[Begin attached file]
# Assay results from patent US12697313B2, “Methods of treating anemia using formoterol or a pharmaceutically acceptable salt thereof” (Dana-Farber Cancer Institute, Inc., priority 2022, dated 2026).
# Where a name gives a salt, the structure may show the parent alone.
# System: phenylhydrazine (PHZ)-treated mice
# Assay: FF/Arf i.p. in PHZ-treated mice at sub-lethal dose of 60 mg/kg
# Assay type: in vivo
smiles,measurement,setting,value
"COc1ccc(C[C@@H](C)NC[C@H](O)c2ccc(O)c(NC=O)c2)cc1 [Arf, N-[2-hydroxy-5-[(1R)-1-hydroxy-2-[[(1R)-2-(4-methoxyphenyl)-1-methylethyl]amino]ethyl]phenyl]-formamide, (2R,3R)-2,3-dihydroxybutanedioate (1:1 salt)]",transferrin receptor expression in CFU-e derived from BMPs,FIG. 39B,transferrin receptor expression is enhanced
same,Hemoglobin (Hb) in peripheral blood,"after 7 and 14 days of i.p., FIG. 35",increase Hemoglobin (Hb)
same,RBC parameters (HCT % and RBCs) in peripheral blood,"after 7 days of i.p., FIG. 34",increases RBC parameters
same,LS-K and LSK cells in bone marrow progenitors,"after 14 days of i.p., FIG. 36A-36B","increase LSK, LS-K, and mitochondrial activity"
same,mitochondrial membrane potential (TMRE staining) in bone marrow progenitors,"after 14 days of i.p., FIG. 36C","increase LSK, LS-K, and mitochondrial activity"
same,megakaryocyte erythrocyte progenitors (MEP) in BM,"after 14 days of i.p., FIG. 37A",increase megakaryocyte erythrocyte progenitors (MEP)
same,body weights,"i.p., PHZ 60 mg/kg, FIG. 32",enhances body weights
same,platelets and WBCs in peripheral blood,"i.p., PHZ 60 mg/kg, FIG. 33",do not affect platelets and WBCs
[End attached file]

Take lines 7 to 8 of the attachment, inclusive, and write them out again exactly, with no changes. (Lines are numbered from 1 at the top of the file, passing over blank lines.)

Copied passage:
"COc1ccc(C[C@@H](C)NC[C@H](O)c2ccc(O)c(NC=O)c2)cc1 [Arf, N-[2-hydroxy-5-[(1R)-1-hydroxy-2-[[(1R)-2-(4-methoxyphenyl)-1-methylethyl]amino]ethyl]phenyl]-formamide, (2R,3R)-2,3-dihydroxybutanedioate (1:1 salt)]",transferrin receptor expression in CFU-e derived from BMPs,FIG. 39B,transferrin receptor expression is enhanced
same,Hemoglobin (Hb) in peripheral blood,"after 7 and 14 days of i.p., FIG. 35",increase Hemoglobin (Hb)